Page images


SERMON mother; and she was a widow; and much people of the city was with her. All the circumstances in this incident are moving and affecting; and it presently appeared with what tender sensibility our Lord was touched at the sight of so mournful a procession. And when the Lord saw her, he

[ocr errors]

bad compassion on her, and said unto her, Weep not; and he came and touched the bier, (and they that bare him stood still,) and he said, Young man, I say unto thee, arise. And he that was dead, sat up and began to speak; and he delivered him to his mother*. The whole scene of raising Lazarus from the grave, places our Saviour's sympathy in the strongest light. As soon as he came among the mourning friends, although he knew the cause of their mourning was speedily to be removed, he could not forbear partaking of their sorrow; He groaned and was troubled in spirit; and when surrounded by a crowd in tears, he approached to the grave of his deceased friend, it is expressly recorded, to the eternal honour of his feelings, Jesus wept; and the Jews said, Behold, how he

Luke, vii. 12-16.

[ocr errors]


loved him*. In like manner, when, for SERMON the last time, he was about to enter into Jerusalem, though the certain knowledge of all the cruelties which were prepared for him there would have filled the breast of any ordinary person with indignation and hatred, instead of such emotions, the foresight of the direful calamities which hung over that devoted city melted his heart; and when he drew near to it and beheld it, he wept; pouring forth that pathetic lamentation; O Jerusalem, Jerusalem, thou that killest the Prophets, and stonest them that are sent unto thee, how often would I have gathered thy children together, as a hen doth gather her brood under her wings, and ye would not! If thou hadst known, at least in this thy day, the things which belong unto thy peace, but now they are bid from thine eyes! Thus, as a man, he indulged all the amiable feelings of our nature, teaching us that it is our duty to regulate our passions, not to extirpate them.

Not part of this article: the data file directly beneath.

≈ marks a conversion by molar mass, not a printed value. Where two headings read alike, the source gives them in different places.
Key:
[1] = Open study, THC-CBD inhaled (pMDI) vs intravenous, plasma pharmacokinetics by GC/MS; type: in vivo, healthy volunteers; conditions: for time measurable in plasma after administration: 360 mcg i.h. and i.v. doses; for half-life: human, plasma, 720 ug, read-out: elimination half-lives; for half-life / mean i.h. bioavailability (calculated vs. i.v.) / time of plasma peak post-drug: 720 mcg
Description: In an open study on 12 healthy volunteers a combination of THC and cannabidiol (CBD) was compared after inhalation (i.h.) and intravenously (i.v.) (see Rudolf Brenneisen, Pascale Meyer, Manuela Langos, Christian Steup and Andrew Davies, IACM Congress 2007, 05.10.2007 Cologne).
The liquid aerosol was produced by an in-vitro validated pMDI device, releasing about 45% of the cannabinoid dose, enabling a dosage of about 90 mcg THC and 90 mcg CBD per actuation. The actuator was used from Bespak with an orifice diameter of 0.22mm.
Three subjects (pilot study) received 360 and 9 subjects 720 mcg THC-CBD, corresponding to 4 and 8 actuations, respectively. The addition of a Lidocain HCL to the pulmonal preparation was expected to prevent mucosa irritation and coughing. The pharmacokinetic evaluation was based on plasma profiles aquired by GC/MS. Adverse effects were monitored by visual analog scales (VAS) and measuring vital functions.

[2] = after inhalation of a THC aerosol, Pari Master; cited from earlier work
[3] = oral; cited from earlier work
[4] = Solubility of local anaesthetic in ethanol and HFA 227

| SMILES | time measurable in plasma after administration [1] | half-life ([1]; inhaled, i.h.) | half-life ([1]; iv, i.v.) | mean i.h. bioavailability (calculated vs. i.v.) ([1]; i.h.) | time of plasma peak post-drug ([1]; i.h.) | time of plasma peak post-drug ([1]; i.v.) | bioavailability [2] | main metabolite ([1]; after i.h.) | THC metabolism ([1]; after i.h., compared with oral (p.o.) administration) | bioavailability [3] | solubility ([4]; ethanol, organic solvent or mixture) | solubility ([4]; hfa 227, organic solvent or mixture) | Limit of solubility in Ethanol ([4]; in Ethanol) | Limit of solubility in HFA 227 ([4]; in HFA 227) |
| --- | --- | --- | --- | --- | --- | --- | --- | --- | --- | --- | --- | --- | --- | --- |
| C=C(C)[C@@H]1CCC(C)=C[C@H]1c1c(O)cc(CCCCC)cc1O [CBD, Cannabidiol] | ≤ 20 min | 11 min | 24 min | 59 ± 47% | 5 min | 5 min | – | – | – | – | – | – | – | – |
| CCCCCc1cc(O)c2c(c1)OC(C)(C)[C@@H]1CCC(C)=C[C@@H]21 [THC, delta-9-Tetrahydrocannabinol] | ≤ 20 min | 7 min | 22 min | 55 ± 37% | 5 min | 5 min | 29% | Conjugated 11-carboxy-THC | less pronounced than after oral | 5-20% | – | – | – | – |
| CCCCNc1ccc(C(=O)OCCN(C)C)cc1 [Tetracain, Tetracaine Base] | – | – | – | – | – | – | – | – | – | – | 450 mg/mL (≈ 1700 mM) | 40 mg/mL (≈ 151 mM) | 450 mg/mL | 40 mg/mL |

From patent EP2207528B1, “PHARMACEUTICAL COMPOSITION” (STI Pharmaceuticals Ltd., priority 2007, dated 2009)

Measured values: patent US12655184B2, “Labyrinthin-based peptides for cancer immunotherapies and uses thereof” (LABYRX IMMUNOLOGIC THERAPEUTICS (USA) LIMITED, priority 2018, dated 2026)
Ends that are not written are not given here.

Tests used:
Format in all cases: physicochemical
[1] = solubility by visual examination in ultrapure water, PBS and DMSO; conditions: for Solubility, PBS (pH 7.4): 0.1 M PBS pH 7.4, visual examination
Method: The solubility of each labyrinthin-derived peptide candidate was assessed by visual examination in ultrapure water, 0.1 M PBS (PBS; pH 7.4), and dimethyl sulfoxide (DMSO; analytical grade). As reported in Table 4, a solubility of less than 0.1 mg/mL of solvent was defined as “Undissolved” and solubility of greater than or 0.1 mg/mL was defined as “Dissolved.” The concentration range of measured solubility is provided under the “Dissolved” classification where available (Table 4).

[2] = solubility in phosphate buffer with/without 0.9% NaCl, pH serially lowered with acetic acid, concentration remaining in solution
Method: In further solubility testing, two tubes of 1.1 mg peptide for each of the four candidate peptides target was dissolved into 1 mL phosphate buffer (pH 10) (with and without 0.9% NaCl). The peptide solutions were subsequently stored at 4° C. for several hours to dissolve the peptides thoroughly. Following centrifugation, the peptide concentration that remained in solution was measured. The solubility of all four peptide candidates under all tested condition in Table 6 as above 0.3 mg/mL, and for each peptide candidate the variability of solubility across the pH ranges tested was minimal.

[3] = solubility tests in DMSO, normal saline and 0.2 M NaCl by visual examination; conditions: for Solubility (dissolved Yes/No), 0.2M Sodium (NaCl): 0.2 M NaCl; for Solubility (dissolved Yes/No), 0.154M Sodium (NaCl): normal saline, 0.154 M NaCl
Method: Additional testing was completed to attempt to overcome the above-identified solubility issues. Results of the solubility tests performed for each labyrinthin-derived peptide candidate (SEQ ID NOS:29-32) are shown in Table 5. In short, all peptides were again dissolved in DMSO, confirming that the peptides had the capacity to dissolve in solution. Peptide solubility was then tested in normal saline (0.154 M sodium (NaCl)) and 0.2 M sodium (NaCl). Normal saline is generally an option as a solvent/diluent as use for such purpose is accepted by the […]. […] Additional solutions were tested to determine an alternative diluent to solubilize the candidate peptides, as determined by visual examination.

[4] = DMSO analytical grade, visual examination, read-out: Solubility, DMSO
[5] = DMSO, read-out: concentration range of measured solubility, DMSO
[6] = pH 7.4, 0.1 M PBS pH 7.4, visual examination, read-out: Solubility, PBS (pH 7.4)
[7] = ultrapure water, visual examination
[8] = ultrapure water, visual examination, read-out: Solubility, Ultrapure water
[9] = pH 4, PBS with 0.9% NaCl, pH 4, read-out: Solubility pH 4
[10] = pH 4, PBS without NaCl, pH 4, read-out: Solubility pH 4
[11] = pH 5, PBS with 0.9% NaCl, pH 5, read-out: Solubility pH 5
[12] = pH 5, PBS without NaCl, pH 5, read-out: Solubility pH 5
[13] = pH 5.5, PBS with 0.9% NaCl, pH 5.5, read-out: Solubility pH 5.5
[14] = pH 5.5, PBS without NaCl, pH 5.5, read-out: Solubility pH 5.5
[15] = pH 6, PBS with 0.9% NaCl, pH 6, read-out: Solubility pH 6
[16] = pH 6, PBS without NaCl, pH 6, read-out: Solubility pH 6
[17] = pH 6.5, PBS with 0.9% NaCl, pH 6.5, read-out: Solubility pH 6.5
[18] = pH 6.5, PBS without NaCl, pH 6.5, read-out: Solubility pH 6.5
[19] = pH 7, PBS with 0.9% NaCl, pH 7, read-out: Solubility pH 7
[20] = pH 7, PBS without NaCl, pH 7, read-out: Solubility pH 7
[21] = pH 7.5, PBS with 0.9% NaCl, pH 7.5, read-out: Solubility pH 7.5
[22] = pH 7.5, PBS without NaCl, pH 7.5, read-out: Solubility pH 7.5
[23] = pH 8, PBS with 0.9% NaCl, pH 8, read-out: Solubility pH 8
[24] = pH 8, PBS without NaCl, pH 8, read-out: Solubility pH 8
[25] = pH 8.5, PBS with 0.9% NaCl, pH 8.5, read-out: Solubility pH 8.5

* John, xi. 35.

+ Luke, xiii, 34. xix. 42.




SUCH was Jesus of Nazareth, the founder of our religion. A part only of his cha racter I have now attempted to delineate ; many other of his eminent graces and virtues have been left in the shade. But in what we have now contemplated of his behaviour as a man among men, we behold a perfect model of the conduct we ought to hold in the ordinary intercourse of society with one another. We have seen him attentive to every opportunity of being beneficent and useful; in his behaviour to all men, affable and obliging; to his friends, faithful and indulgent; to his enemies, generous and forgiving; to the distressed, full of tenderness and compassion. I might also have dwelt upon the peaceful spirit he displayed on all occasions; his respect, as a subject, to the civil laws and government of his country; discouraging a factious and mutinous spirit; paying tribute when demanded; exhorting his followers to render unto Cesar the things which are Cesar's, as unto God God those which are God's. Enough has been said to shew what a blessing it would prove to the world, if



this illustrious example were generally fol- SERMON lowed. Men would then become happy in their connections with one another. This world would be a blessed dwelling; and the society of human beings on earth would approach to the joy and peace of the societies of the just in heaven.

[blocks in formation]



On the Wounds of the Heart.

PROVERBS, Xviii. 14.

The spirit of a man will sustain his infirmity:
but a wounded spirit who can bear?


HERE are two classes of goods and evils belonging to man; those which respect his corporeal, and those which respect his spiritual state. Whatever is of an external nature, is sufficiently the object of attention to all men. In the health and vigour of the body, and in the flourishing state of worldly fortune, all rejoice: and whatever diminishes the one or the other is immediately felt and lamented. These are visible and striking objects, on which our senses and imagination are accustomed


« PreviousContinue »